What an eye-opening task this week’s was!
Week 38 of the mindfulness challenge was the week of the smartphone. The idea is that by having our smartphone forever in our reach, it can be tough to find stillness and be mindful. For this task, every time I picked up my phone to do anything, I had to think about why I’d picked it up and what I was doing with it. The idea is that this brings a level of thoughtfulness that combats ‘unthinking compulsion’, preventing us grabbing our phone when we are bored or even just alone.
This was probably the exercise that opened my eyes the most to my own behaviour. I actually began to keep a tally for this activity, but my discovery embarrassed me so much that I couldn’t bear to publish the exact findings here, so I’m just going to give you the general gist. Don’t get me wrong, I think smartphones are one of the best inventions ever made, but they’re also a bit of a curse, aren’t they?
I realised that I have a habit of just picking up my phone up and scrolling aimlessly on social media, or even just picking it up and checking all of my notifcations across various apps. It was one thing realising that I was doing it, it was another to acknowledge how often I was doing it. This task highlighted to me the frequency that I thoughtlessly pick up my phone, and really, it was as though I wasn’t even in control of my own movements. It was terrifying. I think I might be well and truly addicted to my phone! It’s definitely something that I’ve become aware of this year, and actually I think it’s only happened over the course of this year, as I’ve never been like that before.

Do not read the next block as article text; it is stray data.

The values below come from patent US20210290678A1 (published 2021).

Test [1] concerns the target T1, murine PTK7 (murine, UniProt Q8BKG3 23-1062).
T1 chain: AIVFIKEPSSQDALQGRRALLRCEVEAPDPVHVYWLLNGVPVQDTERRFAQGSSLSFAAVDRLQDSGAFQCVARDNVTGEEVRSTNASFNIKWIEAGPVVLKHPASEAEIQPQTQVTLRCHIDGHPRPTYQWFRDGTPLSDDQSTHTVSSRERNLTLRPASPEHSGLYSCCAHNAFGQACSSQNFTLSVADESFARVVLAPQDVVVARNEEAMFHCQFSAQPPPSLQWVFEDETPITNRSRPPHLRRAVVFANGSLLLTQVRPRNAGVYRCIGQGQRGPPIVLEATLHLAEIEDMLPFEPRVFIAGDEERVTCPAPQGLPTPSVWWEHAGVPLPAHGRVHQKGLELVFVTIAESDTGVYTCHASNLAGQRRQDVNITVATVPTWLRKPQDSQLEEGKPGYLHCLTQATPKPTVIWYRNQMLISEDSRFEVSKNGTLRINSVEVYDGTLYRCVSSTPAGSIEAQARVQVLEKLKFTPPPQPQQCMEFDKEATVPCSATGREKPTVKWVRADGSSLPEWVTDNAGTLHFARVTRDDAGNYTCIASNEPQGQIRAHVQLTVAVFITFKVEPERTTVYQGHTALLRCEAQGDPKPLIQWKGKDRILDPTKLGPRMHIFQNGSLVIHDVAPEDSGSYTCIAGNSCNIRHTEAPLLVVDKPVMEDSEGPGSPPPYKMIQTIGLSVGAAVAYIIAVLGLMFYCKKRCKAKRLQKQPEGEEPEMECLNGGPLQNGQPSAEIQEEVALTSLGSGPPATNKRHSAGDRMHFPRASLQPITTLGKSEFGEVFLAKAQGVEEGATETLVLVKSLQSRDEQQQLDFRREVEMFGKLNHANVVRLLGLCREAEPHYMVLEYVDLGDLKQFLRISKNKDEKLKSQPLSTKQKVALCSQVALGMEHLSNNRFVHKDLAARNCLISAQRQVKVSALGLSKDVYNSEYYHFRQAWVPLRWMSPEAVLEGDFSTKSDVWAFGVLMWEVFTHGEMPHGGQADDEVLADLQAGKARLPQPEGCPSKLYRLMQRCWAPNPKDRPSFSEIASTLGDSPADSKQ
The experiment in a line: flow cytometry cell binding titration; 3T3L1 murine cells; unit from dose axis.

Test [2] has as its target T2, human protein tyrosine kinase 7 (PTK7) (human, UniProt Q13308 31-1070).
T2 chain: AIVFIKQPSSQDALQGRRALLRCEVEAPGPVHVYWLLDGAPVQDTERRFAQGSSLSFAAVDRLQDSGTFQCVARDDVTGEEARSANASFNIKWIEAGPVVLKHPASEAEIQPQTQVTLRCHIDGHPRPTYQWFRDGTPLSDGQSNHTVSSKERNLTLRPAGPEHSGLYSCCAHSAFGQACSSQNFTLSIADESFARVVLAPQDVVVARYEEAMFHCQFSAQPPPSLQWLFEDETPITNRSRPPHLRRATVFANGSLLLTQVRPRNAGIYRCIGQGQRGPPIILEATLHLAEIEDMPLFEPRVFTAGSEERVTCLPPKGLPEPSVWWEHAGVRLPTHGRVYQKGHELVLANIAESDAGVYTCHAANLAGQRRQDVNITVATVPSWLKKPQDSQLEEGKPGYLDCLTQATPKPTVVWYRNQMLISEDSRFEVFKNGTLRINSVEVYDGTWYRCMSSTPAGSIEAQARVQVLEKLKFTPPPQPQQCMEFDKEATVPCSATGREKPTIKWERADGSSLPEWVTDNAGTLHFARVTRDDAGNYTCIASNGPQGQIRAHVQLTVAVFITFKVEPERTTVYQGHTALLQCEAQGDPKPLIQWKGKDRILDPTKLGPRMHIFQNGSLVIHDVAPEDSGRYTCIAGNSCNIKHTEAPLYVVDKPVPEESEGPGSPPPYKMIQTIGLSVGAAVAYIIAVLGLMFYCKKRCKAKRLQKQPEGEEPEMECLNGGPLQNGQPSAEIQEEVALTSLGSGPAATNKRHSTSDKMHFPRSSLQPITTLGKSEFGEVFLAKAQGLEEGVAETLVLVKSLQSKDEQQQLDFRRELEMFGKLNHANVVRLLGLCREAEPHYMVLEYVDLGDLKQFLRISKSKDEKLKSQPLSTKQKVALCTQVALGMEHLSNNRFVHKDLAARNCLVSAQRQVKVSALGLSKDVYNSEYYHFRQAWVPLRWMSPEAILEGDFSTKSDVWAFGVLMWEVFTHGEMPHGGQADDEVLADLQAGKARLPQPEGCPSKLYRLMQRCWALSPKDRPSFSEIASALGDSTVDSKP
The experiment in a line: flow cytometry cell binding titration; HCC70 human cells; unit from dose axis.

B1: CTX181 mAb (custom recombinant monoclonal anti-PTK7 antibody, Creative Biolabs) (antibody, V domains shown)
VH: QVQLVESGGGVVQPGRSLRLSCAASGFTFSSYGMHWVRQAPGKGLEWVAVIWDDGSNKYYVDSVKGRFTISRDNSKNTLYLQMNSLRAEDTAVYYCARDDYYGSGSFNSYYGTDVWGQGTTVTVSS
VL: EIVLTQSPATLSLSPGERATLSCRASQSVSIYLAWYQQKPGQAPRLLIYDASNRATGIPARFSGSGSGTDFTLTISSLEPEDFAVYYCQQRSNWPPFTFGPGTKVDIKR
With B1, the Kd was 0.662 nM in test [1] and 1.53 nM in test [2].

Something it made me think about was that I used to attend meetings at my old job that would literally bore me to death (OK, not literally, because clearly I’m still here, but you get my point!). I realised that I get bored so infrequently in my life, that I can’t sit with it as an emotion. So when I got bored in those meetings, I didn’t cope very well and I just had to do something. This task made me realise that I’m using my phone as a buffer when I feel the same way now. It’s almost as though the more I pick up my phone when I’m feeling bored, the more it becomes a habit and then in doing so, my brain is telling itself that I’m bored, so then I pick up my phone again, even when I’m not. Does that make any sense? I’M NOT EVEN BORED!
This week’s task taught me to become aware of my own behaviour and realise how scary it is when you do things on autopilot for absolutely no reason at all. I made the conscious decision that the week after this challenge, anytime I got the urge to pick up my phone, I’d question whether I actually needed something from the phone (such as to find the definition of a word I’d read or to Google something my brain pondered) or was just doing so out of habit. Because I’m publishing this after both weeks have passed (oops – my bad!), I can confirm that my screen time was down 30% by the week I consciously made the decision to not look at my phone when I was only doing so out of habit. How bad is that?!
I challenge you – assess your own behaviour and relationship with your smartphone. Try this challenge for one week and see how much of a difference it makes! Assess why you’re picking up your phone, and how much of it is just habit or something that you really need? And, as always, don’t forget to let me know how you get on!